I'd had epidurals and other steroid shots in spine from neck to tail. They mostly worked in the beginning. After several years I went to the rhizotomies, which also didn't last forever. Since they started failing I've been only on higher meds for the last few years. But I had another epidural last week, and it's starting to work again.

I don't want surgery! I'm afraid I won't be allowed to do things I do now. I had one joint in neck fused after I broke it, and the next joint fused itself. It's bad enough I can't turn my head one way, and I don't want to lose my back motion, even if it hurts.

(Seashell)
Veteran Member


Date Joined Dec 2012
Total Posts : 665
   Posted 4/1/2017 7:26 AM (GMT -6)   
Purple:
You mention that your will to live is waning.

I can empathize with feeling as though your flame of life feels like softly glowing embers remaining after a campfire.

I also struggle with the emotional toll of chronic illness. The physical toll of chronic illness impacts my emotional wellbeing. I used to consider myself to be fairly resilient but now feel that I run a fundamental emotional deficit. The question becomes: How to recharge ine's emotional batteries?

Talk therapy is not beneficial for me. It only magnifies the experiences that were the basis of my PTSD.

I do find benefit in developing my spiritual awareness and presence, placing faith in God/Higher Power. Sometimes I just have to place faith in a source that is greater than me.

Do you have a pet? I have a tea cup Maltese that means the world to me. A companion pet offers unconditional love and a purpose outside of yourself. I credit the love and indominable sport of my little Maltese for seeing me through many a difficult time. I often feel out of place when with people that are otherwise healthy and living full lives - a bystander. When I am with Molly, I feel complete and whole. I wonder if a companion pet might help elevate your emotional state and well-being?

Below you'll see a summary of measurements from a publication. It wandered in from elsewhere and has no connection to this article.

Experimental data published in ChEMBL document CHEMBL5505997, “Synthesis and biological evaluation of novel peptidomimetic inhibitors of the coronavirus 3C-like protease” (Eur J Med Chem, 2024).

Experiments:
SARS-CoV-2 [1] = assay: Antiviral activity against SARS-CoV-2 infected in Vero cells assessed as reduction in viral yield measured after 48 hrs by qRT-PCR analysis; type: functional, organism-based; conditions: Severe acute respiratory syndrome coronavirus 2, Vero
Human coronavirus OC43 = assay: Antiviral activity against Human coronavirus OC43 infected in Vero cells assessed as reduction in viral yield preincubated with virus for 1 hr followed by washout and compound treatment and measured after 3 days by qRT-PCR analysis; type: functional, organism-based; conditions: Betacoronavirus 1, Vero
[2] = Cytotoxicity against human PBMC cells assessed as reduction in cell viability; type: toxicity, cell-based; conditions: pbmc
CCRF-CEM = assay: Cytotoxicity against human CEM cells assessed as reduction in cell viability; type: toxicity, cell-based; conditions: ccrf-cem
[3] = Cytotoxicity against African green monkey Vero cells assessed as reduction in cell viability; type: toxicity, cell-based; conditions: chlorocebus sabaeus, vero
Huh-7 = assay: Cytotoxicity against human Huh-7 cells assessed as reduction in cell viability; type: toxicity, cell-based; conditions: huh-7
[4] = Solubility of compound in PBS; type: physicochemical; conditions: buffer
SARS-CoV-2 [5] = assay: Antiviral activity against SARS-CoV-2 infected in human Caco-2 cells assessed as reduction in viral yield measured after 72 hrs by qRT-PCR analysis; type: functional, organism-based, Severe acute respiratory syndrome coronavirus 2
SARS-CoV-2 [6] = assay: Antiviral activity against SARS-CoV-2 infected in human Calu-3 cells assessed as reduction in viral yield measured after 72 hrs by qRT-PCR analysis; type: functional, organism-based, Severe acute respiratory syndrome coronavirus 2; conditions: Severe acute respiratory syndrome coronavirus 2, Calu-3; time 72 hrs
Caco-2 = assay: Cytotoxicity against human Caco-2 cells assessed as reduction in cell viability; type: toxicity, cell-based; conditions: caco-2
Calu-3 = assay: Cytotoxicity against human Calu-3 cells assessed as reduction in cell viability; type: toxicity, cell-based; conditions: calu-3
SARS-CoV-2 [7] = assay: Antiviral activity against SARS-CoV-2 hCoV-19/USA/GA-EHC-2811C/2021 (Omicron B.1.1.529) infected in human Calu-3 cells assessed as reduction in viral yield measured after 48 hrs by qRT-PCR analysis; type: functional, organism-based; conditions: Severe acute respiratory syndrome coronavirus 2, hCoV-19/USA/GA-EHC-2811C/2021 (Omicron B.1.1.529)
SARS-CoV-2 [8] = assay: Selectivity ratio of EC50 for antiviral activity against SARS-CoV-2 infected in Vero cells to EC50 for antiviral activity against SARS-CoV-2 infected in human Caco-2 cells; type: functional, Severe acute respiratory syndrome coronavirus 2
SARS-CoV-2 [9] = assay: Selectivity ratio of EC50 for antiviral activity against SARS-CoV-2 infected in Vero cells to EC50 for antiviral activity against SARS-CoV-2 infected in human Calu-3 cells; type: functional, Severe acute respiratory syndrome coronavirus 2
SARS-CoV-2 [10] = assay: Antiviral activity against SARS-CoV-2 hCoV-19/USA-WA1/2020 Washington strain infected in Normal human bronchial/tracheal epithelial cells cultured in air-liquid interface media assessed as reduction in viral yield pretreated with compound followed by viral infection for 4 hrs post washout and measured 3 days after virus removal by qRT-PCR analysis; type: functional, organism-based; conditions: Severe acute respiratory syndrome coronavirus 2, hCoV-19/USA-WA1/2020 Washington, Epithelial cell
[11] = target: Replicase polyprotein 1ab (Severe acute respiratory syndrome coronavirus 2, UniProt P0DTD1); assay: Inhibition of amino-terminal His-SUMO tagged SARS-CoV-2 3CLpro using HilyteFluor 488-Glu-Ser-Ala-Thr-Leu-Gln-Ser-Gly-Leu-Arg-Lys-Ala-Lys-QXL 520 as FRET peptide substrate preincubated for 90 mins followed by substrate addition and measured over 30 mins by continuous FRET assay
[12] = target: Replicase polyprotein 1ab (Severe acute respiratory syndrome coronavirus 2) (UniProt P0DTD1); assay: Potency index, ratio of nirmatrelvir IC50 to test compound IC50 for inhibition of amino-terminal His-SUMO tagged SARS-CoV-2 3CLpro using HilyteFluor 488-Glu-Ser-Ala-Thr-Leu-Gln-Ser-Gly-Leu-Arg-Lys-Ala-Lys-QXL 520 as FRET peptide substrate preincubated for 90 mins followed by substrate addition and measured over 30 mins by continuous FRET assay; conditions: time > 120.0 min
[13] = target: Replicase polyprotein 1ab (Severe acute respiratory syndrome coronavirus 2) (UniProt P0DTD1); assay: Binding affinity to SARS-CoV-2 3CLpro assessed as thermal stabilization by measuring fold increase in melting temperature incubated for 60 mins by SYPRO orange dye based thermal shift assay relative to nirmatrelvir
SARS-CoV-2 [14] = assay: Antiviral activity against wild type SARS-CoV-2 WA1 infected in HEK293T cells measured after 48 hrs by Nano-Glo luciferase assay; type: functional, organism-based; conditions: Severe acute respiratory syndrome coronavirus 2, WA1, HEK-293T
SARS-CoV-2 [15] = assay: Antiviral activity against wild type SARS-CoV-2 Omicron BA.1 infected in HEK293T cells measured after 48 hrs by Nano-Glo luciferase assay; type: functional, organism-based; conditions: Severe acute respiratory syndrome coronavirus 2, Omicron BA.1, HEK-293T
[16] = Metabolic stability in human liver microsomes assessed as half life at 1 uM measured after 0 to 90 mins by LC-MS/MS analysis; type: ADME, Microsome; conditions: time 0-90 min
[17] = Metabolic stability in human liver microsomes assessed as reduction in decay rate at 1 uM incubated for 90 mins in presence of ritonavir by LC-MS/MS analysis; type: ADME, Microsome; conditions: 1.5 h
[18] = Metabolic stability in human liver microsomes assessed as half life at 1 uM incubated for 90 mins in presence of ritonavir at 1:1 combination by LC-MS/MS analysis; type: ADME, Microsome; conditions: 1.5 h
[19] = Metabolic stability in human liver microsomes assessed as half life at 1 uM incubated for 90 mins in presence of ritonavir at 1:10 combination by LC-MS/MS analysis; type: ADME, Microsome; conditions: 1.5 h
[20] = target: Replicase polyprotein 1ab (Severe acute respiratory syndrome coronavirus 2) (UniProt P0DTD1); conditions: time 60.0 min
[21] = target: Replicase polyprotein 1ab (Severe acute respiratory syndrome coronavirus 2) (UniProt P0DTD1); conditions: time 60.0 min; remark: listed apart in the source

My little Maltese, Molly, is such an integral part of my life that she has been allowed to stay with me in the hospital (even ICU). Molly always lets me know that I am A-OK. When she looks at me, eyes light up like a bright sun beam and her tail wags with open acceptance. And in the moment, the world is a better place. If you do not have a pet, consider adopting one. The love and bond with a pet can be genuinely life affirming.

I agree with Susie not to discount the benefit of a Baclofin pump. Moderate to severe spasticity can wreck havoc on the musculoskeletal system. Your inability to lie flat may be due, in part, to unchecked spasticity and tethering of the causal equine nerve roots. Dampened spasticity can bring to life muscle function that has been shrouded by overly spastic muscles. You may have muscle and joint function not fully realized due to overwhelming spasticity that overbearing. Baclofin may unleash your better potentials. Keep an open mind.

Sending you friendship and understanding,
- Karen + Molly
Pituitary failure, wide-spread endocrine dysfunction
Addison's disease
Mixed connective tissue disorder
Extensive intestinal perforation with sepsis, permanent ileostomy
Avascular necrosis of both hips and jaw
Receiving Palliative Care (care and comfort)